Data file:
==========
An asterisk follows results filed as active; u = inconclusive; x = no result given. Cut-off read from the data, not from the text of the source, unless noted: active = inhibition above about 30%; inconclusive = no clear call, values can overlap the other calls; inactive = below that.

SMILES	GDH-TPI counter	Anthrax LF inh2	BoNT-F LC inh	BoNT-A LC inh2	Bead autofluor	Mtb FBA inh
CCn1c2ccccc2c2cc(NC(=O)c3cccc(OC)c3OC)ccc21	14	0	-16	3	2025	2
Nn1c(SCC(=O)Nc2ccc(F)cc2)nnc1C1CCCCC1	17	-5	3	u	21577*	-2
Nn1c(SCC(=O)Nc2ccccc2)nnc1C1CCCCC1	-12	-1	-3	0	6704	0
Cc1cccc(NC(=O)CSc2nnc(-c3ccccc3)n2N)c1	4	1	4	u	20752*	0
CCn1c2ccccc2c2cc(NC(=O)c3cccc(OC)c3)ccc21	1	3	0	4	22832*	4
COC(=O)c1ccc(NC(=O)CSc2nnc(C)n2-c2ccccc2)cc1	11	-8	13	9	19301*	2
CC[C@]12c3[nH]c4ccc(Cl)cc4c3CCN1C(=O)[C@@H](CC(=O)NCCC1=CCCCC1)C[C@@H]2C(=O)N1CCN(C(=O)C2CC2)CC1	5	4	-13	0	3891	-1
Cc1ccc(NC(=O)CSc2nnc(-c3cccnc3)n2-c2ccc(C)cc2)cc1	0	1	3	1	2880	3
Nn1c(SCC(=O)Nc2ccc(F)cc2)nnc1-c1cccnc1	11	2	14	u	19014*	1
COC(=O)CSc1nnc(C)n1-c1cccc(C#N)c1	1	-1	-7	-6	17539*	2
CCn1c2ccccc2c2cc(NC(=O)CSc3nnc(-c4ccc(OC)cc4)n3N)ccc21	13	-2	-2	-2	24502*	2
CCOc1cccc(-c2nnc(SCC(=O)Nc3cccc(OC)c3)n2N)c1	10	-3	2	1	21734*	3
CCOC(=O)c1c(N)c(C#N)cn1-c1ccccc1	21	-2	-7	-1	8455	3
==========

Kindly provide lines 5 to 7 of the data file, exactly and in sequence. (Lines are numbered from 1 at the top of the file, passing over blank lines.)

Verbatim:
Nn1c(SCC(=O)Nc2ccccc2)nnc1C1CCCCC1	-12	-1	-3	0	6704	0
Cc1cccc(NC(=O)CSc2nnc(-c3ccccc3)n2N)c1	4	1	4	u	20752*	0
CCn1c2ccccc2c2cc(NC(=O)c3cccc(OC)c3)ccc21	1	3	0	4	22832*	4